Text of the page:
TV

NGC renews “Every Singaporean Son”

National Geographic Channel in Asia will next month air the second season of Every Singaporean Son (pictured), a doc series coproduced with Singapore's Ministry of Defence about servicemen in training.
July 25, 2013

National Geographic Channel (NGC) in Asia is to air the second season of Every Singaporean Son (pictured), a doc series coproduced with Singapore’s Ministry of Defence (MINDEF) about national servicemen in training.

The six-part Every Singaporean Son II: The Making of an Officer (ESS II)will follow full-time national servicemen as they undergo leadership training at the country’s Officer Cadet School.

The show will premiere in Asia with back-to-back episodes on NGC on August 6 at 9 p.m. Ahead of the second season premiere, NGC will re-air the first season on August 4.

“With NGC’s wide audience reach, we are pleased to continue our partnership with the channel to give both local and regional viewers a deeper insight into a true Singapore story that informs and entertains at the same time,” said Colonel Seet Uei Lim, commander of the Officer Cadet School, in a statement.

The original 21-part season debuted as a short-form web series on YouTube in 2010. It later aired on NGC as a six-part, half-hour series.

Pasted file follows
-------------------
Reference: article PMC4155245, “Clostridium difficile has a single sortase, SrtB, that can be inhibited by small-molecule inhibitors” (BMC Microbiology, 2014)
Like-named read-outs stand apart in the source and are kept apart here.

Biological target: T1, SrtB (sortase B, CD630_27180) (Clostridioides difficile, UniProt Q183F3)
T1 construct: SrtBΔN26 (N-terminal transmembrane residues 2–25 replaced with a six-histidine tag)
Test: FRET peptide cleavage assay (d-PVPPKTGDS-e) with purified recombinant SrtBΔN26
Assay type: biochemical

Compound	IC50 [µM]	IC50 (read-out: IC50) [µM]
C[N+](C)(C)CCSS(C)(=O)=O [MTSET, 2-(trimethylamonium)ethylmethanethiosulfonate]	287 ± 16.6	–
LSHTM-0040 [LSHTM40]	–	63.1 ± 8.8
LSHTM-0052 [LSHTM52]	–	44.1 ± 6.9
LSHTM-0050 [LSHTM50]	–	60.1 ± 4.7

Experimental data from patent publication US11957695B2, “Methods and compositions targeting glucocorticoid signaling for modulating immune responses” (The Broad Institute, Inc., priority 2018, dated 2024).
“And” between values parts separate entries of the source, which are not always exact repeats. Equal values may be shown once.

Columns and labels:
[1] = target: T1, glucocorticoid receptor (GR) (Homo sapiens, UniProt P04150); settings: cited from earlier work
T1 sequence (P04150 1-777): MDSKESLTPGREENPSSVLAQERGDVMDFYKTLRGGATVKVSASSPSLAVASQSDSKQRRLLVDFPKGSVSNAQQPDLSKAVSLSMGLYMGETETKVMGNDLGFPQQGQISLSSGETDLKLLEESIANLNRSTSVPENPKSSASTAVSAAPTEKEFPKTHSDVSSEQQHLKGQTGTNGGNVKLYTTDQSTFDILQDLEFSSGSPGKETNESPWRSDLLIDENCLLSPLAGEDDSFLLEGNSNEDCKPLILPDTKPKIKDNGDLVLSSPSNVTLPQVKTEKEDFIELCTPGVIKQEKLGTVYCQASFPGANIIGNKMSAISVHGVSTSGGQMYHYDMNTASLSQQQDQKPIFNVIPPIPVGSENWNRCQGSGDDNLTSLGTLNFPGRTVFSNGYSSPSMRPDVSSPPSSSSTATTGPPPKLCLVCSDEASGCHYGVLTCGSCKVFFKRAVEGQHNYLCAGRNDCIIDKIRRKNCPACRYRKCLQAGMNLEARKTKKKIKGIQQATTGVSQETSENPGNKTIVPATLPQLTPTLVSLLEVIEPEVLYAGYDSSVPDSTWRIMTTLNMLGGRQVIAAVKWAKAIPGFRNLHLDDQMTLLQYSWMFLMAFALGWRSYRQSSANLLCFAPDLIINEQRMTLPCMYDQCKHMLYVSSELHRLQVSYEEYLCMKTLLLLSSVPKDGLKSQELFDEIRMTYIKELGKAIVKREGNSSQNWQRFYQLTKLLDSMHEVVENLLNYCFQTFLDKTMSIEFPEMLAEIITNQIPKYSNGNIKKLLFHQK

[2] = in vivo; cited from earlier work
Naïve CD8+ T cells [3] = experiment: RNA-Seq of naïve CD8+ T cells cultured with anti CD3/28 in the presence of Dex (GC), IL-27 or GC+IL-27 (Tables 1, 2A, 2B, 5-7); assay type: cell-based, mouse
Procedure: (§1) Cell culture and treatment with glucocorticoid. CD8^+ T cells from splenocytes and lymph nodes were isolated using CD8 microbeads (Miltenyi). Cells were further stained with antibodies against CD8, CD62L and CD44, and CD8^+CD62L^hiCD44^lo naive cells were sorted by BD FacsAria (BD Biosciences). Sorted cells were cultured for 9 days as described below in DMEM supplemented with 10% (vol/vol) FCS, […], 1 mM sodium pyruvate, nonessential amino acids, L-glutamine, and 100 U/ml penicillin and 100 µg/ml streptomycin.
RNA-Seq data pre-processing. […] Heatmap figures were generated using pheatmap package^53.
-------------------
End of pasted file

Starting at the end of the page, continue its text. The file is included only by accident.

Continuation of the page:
Over the last two years, NGC has partnered with Asian producers on local series such as Mega-Structures: Gardens by the Bay, Panda’s Wild Move and the upcoming I Wouldn’t Go In There, the network’s first original series developed out of Asia and produced for the region.

Mark Francis, the VP of production and development for NGC Asia’s parent company, Fox International Channels, called ESS II a “key initiative” in the network’s ongoing plan to “to develop more returnable series and localized content that resonates deeply with local audiences.”

“NGC has been synonymous with producing quality programming, and we’ve had a long tradition of obtaining unique access into hidden worlds, giving our viewers a rare look at some remarkable people, places and institutions,” he added. “The Singapore Army certainly ticks that box.”

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